For once, the internet is fairly measured about the efficacy of tea tree oil. There’s easy access to plentiful research – but, it seems, virtually no hard and fast evidence that tea tree oil has any significant impact. However, almost all the research shows that for some people, the use of tea tree oil does bring an improvement in their condition: these people – often enthusiastic advocates for the stuff – aren’t simply making it all up or benefiting from a placebo effect. In short, tea tree oil works for some people, some of the time.
Let’s see how Wikipedia sums it all up:
‘A 2008 article from the American Cancer Society stated that “despite years of use, available clinical evidence does not support the effectiveness of tea tree oil for treating skin problems and infections in humans.” Other uses under preliminary research include applications for nail fungus, dandruff, acne, scabies, and athlete’s foot, but existing evidence is limited.’
And yet….it was a staff member who first suggested this blog – without having read any of the research or arguments online – because she found tea tree oil to be particularly effective for her own condition. Let’s take a look at her individual, entirely unscientific story!
Can tea tree oil combat a fungal toenail infection?
Her story is the story of a foot: a foot that wasn’t doing too well. The toenails were infected, but the doctor was refusing (on cost grounds) to prescribe the oral medication that had worked so well once before. The ‘paint on’ ointment available over the counter from the pharmacy was eye-wateringly expensive and appeared to be having no impact whatsoever.
A quick visit to Dr Google suggested tea tree oil as an alternative. This was a fraction of the cost and, crucially, had an almost immediate effect.
The staff member, as directed by fellow fungal sufferers, diluted ten drops of tea tree oil in a tablespoon of extra-virgin olive oil (coconut oil was also recommended). This was dabbed onto the affected toenails day and night. The result was almost instant. The dull, yellowish, white-streaked, infected toenails become brighter almost immediately.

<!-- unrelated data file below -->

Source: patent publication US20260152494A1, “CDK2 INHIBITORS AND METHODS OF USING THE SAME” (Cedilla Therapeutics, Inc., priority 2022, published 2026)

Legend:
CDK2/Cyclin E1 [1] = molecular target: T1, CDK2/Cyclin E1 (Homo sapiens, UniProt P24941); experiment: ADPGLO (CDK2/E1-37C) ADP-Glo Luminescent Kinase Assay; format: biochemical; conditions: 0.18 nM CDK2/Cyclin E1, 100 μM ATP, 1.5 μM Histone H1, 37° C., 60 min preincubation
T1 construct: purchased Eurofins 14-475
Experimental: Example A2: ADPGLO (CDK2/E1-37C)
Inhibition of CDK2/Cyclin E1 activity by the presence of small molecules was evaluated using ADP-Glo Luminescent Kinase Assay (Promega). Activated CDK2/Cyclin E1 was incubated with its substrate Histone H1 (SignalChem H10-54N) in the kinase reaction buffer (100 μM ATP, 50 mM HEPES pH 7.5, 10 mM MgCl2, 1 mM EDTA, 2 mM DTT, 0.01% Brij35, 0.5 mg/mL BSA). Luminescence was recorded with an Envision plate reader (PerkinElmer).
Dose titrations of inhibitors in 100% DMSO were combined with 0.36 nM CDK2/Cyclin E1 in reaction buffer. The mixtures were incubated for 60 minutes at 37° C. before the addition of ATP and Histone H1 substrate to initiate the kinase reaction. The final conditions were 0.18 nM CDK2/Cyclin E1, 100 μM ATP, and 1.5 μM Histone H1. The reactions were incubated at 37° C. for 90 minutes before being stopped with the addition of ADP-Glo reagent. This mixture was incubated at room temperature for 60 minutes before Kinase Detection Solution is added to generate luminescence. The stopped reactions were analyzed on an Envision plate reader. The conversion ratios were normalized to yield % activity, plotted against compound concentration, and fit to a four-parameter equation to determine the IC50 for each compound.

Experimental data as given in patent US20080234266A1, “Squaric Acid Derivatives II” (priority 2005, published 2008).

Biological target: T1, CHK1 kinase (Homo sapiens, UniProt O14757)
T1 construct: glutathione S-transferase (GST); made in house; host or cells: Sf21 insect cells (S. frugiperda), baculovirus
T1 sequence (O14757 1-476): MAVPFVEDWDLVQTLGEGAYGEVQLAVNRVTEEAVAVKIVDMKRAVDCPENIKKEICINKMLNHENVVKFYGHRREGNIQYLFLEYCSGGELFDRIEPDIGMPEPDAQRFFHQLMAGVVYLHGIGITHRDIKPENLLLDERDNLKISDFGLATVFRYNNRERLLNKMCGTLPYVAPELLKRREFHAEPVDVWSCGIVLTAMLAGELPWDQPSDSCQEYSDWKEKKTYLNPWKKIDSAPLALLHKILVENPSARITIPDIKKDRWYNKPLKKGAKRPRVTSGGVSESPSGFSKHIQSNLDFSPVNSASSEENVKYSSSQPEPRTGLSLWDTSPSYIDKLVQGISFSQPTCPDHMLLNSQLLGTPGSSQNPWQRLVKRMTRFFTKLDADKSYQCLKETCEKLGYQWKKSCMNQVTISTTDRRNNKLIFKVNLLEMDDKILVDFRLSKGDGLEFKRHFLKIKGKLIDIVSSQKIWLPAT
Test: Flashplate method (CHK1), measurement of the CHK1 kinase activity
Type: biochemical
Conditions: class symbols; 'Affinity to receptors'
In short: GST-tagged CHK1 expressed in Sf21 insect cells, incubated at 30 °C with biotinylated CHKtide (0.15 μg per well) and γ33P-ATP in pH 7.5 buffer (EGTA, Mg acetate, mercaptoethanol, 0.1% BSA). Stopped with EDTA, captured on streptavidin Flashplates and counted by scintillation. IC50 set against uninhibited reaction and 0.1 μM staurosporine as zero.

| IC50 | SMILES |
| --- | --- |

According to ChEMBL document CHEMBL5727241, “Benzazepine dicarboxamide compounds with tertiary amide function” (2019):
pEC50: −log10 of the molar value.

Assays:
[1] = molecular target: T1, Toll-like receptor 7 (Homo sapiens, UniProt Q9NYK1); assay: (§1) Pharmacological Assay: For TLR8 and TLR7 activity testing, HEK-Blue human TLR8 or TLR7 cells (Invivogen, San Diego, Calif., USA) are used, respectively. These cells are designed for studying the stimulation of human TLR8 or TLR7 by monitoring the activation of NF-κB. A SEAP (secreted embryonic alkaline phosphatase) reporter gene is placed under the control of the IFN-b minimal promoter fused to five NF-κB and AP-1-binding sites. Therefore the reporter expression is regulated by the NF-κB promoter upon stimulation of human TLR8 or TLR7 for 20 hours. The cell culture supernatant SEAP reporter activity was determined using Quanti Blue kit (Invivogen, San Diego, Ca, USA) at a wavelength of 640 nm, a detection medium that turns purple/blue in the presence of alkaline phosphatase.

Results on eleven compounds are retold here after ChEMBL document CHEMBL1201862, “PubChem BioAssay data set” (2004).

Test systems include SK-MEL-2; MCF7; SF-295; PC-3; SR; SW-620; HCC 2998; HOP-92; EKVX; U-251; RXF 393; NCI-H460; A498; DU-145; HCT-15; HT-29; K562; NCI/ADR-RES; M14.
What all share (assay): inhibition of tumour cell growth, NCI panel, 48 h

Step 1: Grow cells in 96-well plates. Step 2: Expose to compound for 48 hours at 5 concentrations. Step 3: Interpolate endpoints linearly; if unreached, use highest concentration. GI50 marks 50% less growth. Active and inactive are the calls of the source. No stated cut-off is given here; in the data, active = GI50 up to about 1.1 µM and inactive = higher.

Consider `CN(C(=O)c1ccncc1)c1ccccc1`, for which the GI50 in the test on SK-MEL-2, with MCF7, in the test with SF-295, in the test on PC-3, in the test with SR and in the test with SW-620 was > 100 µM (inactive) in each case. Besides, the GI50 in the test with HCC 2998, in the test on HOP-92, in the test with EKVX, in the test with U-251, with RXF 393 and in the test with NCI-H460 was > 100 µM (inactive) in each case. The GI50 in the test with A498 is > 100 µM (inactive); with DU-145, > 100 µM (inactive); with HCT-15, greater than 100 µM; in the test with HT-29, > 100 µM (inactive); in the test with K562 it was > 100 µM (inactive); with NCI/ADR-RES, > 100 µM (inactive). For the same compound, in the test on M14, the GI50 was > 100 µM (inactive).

The staff member continued to apply the oil morning and night. The nails began to grow a little faster and as they did so, the damaged parts of them were cut away. Underneath, the nails were becoming steadily healthier.
Progress wasn’t particularly fast: after the first, badly affected set of toenails was ‘grown out’, the second set proved to be pink in colour, but with white streaks. It wasn’t until the third set of nails started to come through that there were signs of complete recovery – and that took over a year. (Other sufferers recommended using ‘neat’ tea tree oil, which may have a faster impact.)
However, the staff member was content; it was clear, right from the initial application of the ointment, that a change for the better was occurring.
Tea tree oil does something for some people – that’s evident. If you’re thinking about using it, keep an eye on the scientific research out there and don’t be fooled by claims of miracles. But do give it a try for your own minor ailment: it might well work for you too.
Our tea tree oil
We sell tea tree essential oil from Absolute Aromas. You’ll also find tea tree oil in various of our other products, such as soap, handwash, shampoo, conditioner and foam bath from Faith in Nature, toothpaste from Kingfisher and shower cleaning spray from Earth Friendly.
Next week we’re going to look at another popular alternative remedy: coconut oil. Does it really work for skin conditions?
Tags: alternative remedies, Coconut Oil, natural remedies, Nature's First Aid Kit, Nature's Medicine Chest, tea tree oil
This post was written by Yzanne